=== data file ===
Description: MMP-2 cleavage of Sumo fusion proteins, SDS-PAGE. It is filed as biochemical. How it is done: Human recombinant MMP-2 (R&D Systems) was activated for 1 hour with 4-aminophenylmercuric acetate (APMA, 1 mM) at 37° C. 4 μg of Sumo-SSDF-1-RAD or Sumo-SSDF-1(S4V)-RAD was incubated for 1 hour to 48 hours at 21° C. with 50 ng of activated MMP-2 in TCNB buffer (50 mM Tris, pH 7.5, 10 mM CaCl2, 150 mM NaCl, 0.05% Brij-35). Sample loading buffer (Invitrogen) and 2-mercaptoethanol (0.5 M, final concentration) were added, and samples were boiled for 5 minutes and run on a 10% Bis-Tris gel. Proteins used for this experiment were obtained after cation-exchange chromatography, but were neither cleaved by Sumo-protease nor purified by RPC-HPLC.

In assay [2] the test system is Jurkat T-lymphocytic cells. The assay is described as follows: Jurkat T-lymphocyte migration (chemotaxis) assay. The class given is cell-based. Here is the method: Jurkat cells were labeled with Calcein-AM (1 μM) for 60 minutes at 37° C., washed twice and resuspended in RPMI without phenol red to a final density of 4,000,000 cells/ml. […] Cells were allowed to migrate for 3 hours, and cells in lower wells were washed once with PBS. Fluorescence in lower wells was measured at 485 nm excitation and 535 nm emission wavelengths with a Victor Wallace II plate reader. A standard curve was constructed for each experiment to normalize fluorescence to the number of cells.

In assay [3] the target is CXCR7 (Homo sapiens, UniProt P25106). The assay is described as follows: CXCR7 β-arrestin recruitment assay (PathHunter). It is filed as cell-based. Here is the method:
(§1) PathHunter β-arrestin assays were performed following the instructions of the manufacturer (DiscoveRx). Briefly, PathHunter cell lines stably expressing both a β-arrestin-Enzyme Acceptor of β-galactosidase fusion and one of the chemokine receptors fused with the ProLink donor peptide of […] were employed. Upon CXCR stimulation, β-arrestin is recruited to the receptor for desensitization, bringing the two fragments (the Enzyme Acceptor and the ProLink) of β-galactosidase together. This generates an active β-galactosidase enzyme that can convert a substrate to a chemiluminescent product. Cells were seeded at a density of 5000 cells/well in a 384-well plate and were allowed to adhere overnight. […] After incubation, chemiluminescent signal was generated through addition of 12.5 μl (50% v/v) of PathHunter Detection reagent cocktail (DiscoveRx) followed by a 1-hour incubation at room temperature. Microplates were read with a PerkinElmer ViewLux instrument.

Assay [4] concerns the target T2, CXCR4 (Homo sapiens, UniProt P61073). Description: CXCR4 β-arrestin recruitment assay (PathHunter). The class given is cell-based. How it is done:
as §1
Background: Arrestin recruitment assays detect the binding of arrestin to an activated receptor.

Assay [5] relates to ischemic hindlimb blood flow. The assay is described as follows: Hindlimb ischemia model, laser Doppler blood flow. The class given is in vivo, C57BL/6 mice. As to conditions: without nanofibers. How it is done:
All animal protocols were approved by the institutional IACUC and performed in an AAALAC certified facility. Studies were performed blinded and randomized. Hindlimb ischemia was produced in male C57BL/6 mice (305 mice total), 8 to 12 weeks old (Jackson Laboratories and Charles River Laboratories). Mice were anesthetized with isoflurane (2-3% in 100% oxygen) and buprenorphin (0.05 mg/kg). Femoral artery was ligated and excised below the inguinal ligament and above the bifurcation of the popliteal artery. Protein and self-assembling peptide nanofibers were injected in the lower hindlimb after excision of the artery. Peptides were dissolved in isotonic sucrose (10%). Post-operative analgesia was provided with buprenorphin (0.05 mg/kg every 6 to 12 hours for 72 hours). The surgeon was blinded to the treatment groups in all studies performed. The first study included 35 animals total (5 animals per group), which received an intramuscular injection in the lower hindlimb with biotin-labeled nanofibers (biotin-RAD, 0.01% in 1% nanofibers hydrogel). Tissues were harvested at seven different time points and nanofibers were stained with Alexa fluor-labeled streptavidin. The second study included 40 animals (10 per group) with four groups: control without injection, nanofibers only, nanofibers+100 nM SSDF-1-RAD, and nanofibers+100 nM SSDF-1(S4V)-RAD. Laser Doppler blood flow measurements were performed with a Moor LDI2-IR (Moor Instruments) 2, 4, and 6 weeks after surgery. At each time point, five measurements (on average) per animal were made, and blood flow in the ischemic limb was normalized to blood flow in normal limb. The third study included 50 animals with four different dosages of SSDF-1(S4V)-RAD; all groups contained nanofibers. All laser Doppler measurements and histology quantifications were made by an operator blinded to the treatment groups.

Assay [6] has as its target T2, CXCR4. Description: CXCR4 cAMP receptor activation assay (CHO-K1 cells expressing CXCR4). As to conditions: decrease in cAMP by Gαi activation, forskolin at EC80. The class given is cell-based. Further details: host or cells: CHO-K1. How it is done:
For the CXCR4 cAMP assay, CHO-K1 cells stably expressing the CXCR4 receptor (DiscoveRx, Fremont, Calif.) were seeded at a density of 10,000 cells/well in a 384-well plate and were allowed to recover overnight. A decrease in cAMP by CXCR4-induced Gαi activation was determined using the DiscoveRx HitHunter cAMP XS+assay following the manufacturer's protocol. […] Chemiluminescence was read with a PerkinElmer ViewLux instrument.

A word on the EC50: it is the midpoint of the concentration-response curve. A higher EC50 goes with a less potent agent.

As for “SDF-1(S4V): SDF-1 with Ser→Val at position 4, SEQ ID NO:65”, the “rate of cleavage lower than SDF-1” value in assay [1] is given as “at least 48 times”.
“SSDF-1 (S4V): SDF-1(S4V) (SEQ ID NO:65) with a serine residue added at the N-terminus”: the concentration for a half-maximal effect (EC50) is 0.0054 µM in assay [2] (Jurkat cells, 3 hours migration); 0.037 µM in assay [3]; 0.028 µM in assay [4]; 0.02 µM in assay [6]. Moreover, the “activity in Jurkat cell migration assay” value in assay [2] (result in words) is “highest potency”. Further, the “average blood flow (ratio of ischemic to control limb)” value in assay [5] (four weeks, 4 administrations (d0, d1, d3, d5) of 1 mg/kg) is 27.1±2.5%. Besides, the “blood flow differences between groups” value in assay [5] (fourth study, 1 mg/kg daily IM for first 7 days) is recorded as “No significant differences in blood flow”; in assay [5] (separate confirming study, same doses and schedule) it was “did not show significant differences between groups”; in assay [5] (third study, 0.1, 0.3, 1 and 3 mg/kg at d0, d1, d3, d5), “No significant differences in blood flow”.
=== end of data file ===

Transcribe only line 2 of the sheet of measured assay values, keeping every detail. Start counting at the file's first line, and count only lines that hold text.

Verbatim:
In assay [2] the test system is Jurkat T-lymphocytic cells. The assay is described as follows: Jurkat T-lymphocyte migration (chemotaxis) assay. The class given is cell-based. Here is the method: Jurkat cells were labeled with Calcein-AM (1 μM) for 60 minutes at 37° C., washed twice and resuspended in RPMI without phenol red to a final density of 4,000,000 cells/ml. […] Cells were allowed to migrate for 3 hours, and cells in lower wells were washed once with PBS. Fluorescence in lower wells was measured at 485 nm excitation and 535 nm emission wavelengths with a Victor Wallace II plate reader. A standard curve was constructed for each experiment to normalize fluorescence to the number of cells.